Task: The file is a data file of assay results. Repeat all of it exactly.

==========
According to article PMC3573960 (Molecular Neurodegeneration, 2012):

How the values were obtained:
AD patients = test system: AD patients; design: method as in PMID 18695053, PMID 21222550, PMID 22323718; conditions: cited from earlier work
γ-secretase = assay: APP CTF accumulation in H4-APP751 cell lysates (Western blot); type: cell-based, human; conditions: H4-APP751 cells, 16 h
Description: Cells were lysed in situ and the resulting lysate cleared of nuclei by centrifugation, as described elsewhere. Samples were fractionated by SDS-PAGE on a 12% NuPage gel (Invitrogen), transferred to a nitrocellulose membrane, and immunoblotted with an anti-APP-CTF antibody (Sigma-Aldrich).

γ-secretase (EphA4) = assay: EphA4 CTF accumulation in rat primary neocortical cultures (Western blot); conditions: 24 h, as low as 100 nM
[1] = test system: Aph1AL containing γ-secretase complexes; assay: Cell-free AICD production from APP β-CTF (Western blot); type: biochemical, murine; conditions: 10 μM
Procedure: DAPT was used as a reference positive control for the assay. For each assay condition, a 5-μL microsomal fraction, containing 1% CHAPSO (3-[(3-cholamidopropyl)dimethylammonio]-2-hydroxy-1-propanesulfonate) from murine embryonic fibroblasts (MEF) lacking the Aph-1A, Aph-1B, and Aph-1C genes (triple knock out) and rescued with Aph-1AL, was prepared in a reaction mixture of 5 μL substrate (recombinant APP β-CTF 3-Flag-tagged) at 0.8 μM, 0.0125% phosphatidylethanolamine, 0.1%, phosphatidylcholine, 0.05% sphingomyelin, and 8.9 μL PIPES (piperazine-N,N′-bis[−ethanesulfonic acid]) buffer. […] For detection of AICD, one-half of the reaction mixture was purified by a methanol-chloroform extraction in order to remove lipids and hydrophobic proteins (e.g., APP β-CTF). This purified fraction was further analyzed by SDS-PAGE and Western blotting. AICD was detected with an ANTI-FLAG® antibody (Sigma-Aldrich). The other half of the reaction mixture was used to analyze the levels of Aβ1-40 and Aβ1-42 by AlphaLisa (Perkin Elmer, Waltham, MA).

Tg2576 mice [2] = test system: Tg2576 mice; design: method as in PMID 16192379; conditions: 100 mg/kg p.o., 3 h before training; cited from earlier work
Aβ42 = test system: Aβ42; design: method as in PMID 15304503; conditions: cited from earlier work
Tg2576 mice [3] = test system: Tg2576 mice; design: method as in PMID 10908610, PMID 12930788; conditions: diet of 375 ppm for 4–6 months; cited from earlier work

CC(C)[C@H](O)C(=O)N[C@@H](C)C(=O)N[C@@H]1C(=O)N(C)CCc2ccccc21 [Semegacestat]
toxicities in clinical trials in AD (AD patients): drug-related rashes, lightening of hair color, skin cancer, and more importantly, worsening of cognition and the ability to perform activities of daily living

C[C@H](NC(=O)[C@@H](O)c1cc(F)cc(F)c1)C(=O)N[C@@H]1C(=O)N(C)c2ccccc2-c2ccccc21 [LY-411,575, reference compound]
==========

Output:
According to article PMC3573960 (Molecular Neurodegeneration, 2012):

How the values were obtained:
AD patients = test system: AD patients; design: method as in PMID 18695053, PMID 21222550, PMID 22323718; conditions: cited from earlier work
γ-secretase = assay: APP CTF accumulation in H4-APP751 cell lysates (Western blot); type: cell-based, human; conditions: H4-APP751 cells, 16 h
Description: Cells were lysed in situ and the resulting lysate cleared of nuclei by centrifugation, as described elsewhere. Samples were fractionated by SDS-PAGE on a 12% NuPage gel (Invitrogen), transferred to a nitrocellulose membrane, and immunoblotted with an anti-APP-CTF antibody (Sigma-Aldrich).

γ-secretase (EphA4) = assay: EphA4 CTF accumulation in rat primary neocortical cultures (Western blot); conditions: 24 h, as low as 100 nM
[1] = test system: Aph1AL containing γ-secretase complexes; assay: Cell-free AICD production from APP β-CTF (Western blot); type: biochemical, murine; conditions: 10 μM
Procedure: DAPT was used as a reference positive control for the assay. For each assay condition, a 5-μL microsomal fraction, containing 1% CHAPSO (3-[(3-cholamidopropyl)dimethylammonio]-2-hydroxy-1-propanesulfonate) from murine embryonic fibroblasts (MEF) lacking the Aph-1A, Aph-1B, and Aph-1C genes (triple knock out) and rescued with Aph-1AL, was prepared in a reaction mixture of 5 μL substrate (recombinant APP β-CTF 3-Flag-tagged) at 0.8 μM, 0.0125% phosphatidylethanolamine, 0.1%, phosphatidylcholine, 0.05% sphingomyelin, and 8.9 μL PIPES (piperazine-N,N′-bis[−ethanesulfonic acid]) buffer. […] For detection of AICD, one-half of the reaction mixture was purified by a methanol-chloroform extraction in order to remove lipids and hydrophobic proteins (e.g., APP β-CTF). This purified fraction was further analyzed by SDS-PAGE and Western blotting. AICD was detected with an ANTI-FLAG® antibody (Sigma-Aldrich). The other half of the reaction mixture was used to analyze the levels of Aβ1-40 and Aβ1-42 by AlphaLisa (Perkin Elmer, Waltham, MA).

Tg2576 mice [2] = test system: Tg2576 mice; design: method as in PMID 16192379; conditions: 100 mg/kg p.o., 3 h before training; cited from earlier work
Aβ42 = test system: Aβ42; design: method as in PMID 15304503; conditions: cited from earlier work
Tg2576 mice [3] = test system: Tg2576 mice; design: method as in PMID 10908610, PMID 12930788; conditions: diet of 375 ppm for 4–6 months; cited from earlier work

CC(C)[C@H](O)C(=O)N[C@@H](C)C(=O)N[C@@H]1C(=O)N(C)CCc2ccccc21 [Semegacestat]
toxicities in clinical trials in AD (AD patients): drug-related rashes, lightening of hair color, skin cancer, and more importantly, worsening of cognition and the ability to perform activities of daily living

C[C@H](NC(=O)[C@@H](O)c1cc(F)cc(F)c1)C(=O)N[C@@H]1C(=O)N(C)c2ccccc2-c2ccccc21 [LY-411,575, reference compound]